Landowners face a rate hike
MOST landowners in Banana Shire Council will face a rate increase of up to 11 per cent after the council handed down its 2010/11 budget yesterday.
Some land uses face up to a 40 per cent increase, while council has also decided to charge coal mining and petroleum activities landowners a different charge to other mining and extractive industry activities.
A council reported this was the case because coal mining and petroleum activities by their nature and size of the operations have a more significant impact on the council and public infrastructure than other types of mining and extractive industries.
Corporate and Community Services director Todd Sleeman said council’s budget included $41 million operating expenditure and $27.8 million capital expenditure.
“As with all budgets there is pressure to find the balance between providing a wide range of vastly different services and facilities to diverse communities throughout the shire and to provide those services both fairly and equitably,” he said.
“This budget has an increased financial impact on today’s ratepayers as well as future ratepayers through an increased debt servicing costs and the intent of council to bring the budget into operating surplus.”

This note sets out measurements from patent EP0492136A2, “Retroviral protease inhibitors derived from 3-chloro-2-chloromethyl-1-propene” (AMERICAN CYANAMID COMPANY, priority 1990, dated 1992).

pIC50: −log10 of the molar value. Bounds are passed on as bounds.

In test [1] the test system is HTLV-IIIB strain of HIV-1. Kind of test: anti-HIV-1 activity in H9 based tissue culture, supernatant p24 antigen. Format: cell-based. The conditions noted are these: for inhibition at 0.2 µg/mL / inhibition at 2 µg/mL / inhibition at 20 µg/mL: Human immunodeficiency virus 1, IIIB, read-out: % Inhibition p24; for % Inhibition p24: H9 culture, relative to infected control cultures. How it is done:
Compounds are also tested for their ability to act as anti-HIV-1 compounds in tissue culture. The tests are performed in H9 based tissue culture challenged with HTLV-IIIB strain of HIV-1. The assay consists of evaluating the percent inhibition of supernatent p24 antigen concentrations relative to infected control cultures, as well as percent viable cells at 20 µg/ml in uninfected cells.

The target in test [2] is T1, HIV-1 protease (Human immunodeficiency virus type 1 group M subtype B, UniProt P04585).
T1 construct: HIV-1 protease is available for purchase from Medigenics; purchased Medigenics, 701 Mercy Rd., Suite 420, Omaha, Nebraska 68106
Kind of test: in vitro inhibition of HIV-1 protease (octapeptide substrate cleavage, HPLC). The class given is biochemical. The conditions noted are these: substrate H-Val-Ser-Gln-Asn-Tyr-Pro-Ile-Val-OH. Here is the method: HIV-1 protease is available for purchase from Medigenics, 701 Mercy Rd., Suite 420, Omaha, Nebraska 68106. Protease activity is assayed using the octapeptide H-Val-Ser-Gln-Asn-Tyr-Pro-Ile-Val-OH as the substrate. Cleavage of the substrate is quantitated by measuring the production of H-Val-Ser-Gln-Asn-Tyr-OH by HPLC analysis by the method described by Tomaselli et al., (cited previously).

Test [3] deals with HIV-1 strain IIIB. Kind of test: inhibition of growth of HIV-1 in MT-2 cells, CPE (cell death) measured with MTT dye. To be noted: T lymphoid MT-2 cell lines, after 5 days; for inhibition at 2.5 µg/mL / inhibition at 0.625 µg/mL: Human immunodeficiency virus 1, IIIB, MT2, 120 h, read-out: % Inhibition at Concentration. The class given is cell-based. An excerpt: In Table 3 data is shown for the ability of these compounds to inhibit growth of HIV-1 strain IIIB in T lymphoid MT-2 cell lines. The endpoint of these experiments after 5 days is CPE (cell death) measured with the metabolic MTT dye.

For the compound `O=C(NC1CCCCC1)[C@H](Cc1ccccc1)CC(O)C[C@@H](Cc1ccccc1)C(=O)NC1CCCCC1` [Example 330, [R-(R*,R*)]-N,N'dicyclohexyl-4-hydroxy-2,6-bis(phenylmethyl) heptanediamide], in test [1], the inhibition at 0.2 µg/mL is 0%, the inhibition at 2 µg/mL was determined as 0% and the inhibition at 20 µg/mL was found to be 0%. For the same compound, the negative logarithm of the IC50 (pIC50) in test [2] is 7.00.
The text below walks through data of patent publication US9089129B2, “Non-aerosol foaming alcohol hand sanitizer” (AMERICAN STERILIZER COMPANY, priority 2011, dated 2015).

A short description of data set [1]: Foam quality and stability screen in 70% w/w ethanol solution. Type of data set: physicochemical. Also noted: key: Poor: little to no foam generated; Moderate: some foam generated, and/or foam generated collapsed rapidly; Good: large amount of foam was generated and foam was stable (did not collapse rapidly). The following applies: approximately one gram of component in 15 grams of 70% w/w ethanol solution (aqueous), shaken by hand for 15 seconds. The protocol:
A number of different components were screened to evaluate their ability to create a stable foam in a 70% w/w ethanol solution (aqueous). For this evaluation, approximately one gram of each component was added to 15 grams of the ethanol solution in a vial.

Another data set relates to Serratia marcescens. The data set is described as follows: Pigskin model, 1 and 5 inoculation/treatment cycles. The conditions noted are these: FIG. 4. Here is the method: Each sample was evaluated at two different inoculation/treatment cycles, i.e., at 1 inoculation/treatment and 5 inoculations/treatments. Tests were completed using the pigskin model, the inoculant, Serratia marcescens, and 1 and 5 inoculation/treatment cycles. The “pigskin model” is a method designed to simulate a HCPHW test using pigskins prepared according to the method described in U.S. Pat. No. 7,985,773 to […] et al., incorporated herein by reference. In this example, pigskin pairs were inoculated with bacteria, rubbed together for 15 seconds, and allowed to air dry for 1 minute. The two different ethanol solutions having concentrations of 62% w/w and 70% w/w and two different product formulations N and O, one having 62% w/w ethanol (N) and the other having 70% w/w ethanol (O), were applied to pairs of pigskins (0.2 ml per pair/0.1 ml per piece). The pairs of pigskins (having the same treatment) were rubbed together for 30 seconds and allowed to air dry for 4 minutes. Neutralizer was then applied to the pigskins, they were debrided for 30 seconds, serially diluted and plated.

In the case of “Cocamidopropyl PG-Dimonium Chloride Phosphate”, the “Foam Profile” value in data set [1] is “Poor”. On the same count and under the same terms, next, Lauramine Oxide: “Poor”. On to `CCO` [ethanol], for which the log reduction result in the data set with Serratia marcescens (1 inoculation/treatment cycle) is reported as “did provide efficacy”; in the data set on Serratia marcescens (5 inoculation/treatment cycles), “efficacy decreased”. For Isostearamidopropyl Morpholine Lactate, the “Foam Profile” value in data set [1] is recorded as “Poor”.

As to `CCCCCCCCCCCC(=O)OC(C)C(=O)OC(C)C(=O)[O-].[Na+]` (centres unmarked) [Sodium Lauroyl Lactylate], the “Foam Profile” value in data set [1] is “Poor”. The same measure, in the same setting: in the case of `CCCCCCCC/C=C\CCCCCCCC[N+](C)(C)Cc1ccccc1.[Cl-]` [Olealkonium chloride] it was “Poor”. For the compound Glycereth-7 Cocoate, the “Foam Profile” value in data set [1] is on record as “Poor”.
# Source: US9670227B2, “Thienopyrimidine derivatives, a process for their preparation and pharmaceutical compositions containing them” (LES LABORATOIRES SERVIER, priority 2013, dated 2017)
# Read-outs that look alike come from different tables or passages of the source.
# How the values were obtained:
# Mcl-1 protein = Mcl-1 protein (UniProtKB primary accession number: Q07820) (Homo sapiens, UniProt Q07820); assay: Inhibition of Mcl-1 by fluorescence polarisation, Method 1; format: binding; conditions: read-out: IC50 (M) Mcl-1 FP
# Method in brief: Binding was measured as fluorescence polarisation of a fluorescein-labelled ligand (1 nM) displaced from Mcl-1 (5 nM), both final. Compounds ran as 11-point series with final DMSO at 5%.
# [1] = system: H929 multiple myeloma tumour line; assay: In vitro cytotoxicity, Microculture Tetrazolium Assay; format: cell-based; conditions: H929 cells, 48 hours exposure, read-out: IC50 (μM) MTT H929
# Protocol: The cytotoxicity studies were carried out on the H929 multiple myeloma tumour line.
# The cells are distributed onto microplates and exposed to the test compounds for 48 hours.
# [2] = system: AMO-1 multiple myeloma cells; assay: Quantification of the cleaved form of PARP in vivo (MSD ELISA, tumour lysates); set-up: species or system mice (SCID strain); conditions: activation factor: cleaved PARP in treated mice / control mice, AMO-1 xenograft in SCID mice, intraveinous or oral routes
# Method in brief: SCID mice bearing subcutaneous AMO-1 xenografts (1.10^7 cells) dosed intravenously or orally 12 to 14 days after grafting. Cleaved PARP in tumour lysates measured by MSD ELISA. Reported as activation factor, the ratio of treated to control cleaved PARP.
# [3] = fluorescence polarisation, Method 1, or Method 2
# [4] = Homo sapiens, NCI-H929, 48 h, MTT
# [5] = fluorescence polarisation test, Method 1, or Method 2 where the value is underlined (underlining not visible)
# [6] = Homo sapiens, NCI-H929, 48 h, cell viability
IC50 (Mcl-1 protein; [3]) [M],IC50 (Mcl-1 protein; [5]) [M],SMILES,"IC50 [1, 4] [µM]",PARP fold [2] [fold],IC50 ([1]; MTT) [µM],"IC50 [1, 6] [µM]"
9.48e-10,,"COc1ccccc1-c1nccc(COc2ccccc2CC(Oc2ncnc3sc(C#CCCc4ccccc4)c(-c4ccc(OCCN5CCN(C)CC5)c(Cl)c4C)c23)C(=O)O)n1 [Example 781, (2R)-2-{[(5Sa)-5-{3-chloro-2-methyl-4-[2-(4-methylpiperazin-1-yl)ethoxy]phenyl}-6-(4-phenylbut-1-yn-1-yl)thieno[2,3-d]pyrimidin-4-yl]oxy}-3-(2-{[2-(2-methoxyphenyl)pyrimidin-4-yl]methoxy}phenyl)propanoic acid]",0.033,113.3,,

Mayor John Hooper said it was the council’s intention to return the budget to surplus in four to nine years.
“This has been a difficult budget to formulate,” he said. “Council has limited the number of capital projects for this year. Some of those projects will be reintroduced in the next financial year.”
Cr Hooper said one of the projects that would go ahead this financial year was a new sewerage treatment plant at Theodore.
“This project will not proceed without the subsidy from the State Government.”
Cr Vaughn Becker said the State Government, which is now looking at reintroducing subsidies, should have done so earlier, particularly with the proposed State Waste Strategy and Levy.
“They are living in fairy land if they think we can come up with that sort of money in that sort of time frame,” he said.
Waste utility charges have risen to reflect the cost of services and sewerage has risen by four per cent.